Study Guide

The Rules of Survival Choices

By Nancy Werlin

Choices

I have decided to write it all down for you, and I will, but that decision doesn't keep me from having my doubts. I wonder if maybe it would be better if you never read this. I wonder if you really need to know exactly what happened to us—me, you, Callie—at the hands of our mother. (P.2)

Even Matthew—the writer of this long letter—isn't sure that he should hand it over to Emmy. Would it be better for her to know everything that happened, or is she better off just forgetting the bad parts of their childhood?

A weak man would be hypnotized, paralyzed. (As far as I can tell, this was what happened to my father, Ben, when he met Nikki as a teenager.) A bad man would be attracted to her on a more equal basis. And a good man, of course, would run like hell. (9.2)

When Murdoch realizes that Nikki is a violent and unhinged person, he makes the choice to leave. Matthew can respect that choice, but this doesn't mean that he doesn't resent Murdoch at least a little bit for leaving them all in the lurch.

He'd left us, left me and Callie, just because he was told to. He was there one day, and then the next, he was slinking off with one old suitcase and a backpack, leaving behind lots of stuff he cared about… (13.6)

Ben chose to give up his role as a father just because Nikki told him to go. Instead of fighting for the kids, he made the decision to take the easy way out—and it's haunted him ever since.

Callie and I knew a couple of kids from school who had had to go into foster care. Foster care didn't sound good, and it didn't' sound safe. They often broke siblings up, we understood, and sent them to different families. (17.9)

It's easy for someone else to say that the kids should have reported their mother to the authorities, but the reality isn't that simple. They made the choice to keep it all a secret because they didn't want to be broken up.

"But she ignored so much, for so long. How come suddenly—"

"One day, she took that first step to get involved. It felt right to her, so that led to more. It's simple." (22.7-8)

Matthew doesn't get how Aunt Bobbie could just wake up one day and decide to be an awesome mother figure. But it really does happen like that—she just decides that she needs to start protecting the kids. And that's exactly what she does from thereon out.

"I'll think about it all," Murdoch said. "I don't know how yet, but I'll figure something out." His voice was calm. "Just give me some time—oh, and your father's and your aunt's phone numbers. Okay?" (25.76)

Murdoch could have easily turned Matthew away and washed his hands of the whole messy Walsh clan, but he doesn't. When Matthew comes to him for help, Murdoch rises to the occasion and comes up with a plan to get the kids out of there.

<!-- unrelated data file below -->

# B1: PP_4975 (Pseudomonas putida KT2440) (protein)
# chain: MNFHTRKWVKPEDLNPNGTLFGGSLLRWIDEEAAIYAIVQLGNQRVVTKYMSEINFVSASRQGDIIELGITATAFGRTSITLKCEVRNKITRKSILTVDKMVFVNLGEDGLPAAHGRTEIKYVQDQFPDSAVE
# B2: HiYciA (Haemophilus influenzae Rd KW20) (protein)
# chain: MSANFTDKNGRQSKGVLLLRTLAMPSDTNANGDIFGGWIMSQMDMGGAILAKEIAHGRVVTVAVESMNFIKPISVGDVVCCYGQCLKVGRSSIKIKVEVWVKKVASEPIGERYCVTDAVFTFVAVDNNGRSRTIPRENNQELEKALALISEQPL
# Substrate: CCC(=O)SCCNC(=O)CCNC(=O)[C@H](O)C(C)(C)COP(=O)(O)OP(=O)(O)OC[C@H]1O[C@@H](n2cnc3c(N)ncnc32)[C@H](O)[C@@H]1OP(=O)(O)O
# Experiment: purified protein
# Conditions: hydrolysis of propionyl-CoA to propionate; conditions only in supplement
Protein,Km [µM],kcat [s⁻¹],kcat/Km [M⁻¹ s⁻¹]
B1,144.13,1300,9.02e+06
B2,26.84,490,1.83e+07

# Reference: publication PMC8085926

But her good mood didn't last past the next morning, when—after consulting with my new, unexpected ally, Aunt Bobbie—I went to the police station. I had gotten the name of the right policeman, an Officer Brooks, from simply listening to Nikki. Aunt Bobbie, clearly scared but also somehow righteous, went with me. (28.1)

Matthew is playing with fire when he goes to give his statement against Nikki, but he's willing to put himself in danger. If it means that Nikki might lose custody—or at least get in trouble with the law—he's willing to risk it all.

Julie saw Nikki sitting out there in her car, watching his house, waiting for him. And she decided to draw her off, because she thought the whole situation was like something in a suspense thriller. (38.14)

Talk about a bad move. Julie really underestimates Nikki and what she is capable of. Instead of understanding that Nikki is totally dangerous, Julie decides to play a little game of cat and mouse with her… and it ends very badly.

And to this day, Emmy, I think often about Julie and what my desires and my actions did to her and her life. I suppose she was the one who made the decision that night to go out and play games with Nikki. But even so, I believe my fingerprints are all over Julie's wheelchair. (39.13)

Even though Julie is the one who decides to mess with Nikki, Matthew still feels awfully guilty about what happens to her. And it's only complicated for him by the fact that what happens to Julie is also what saves the kids.

I would have done it, Emmy. I had drawn back my foot to kick Nikki in the head with the full force of all that rage and hate inside me, when a truck came roaring to the gate again. (51.1)

Murdoch steps in and stops Matthew from making a terrible, long-lasting decision. He wants to kill his mother, but Murdoch convinces him that it's not the right thing to do, and that he doesn't want to live with that kind of blood on his hands.